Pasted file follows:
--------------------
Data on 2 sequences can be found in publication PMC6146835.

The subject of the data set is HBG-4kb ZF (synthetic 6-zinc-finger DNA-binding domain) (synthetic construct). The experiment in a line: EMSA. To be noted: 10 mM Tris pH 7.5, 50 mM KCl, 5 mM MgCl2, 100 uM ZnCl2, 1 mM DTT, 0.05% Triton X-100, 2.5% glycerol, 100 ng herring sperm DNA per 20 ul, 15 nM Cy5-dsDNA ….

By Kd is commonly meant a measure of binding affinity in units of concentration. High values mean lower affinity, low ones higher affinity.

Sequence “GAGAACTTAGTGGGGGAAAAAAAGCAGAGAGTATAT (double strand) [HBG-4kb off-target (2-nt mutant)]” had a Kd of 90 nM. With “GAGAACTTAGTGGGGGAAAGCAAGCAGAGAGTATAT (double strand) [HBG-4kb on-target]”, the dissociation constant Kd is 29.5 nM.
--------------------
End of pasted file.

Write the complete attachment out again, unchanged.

Data on 2 sequences can be found in publication PMC6146835.

The subject of the data set is HBG-4kb ZF (synthetic 6-zinc-finger DNA-binding domain) (synthetic construct). The experiment in a line: EMSA. To be noted: 10 mM Tris pH 7.5, 50 mM KCl, 5 mM MgCl2, 100 uM ZnCl2, 1 mM DTT, 0.05% Triton X-100, 2.5% glycerol, 100 ng herring sperm DNA per 20 ul, 15 nM Cy5-dsDNA ….

By Kd is commonly meant a measure of binding affinity in units of concentration. High values mean lower affinity, low ones higher affinity.

Sequence “GAGAACTTAGTGGGGGAAAAAAAGCAGAGAGTATAT (double strand) [HBG-4kb off-target (2-nt mutant)]” had a Kd of 90 nM. With “GAGAACTTAGTGGGGGAAAGCAAGCAGAGAGTATAT (double strand) [HBG-4kb on-target]”, the dissociation constant Kd is 29.5 nM.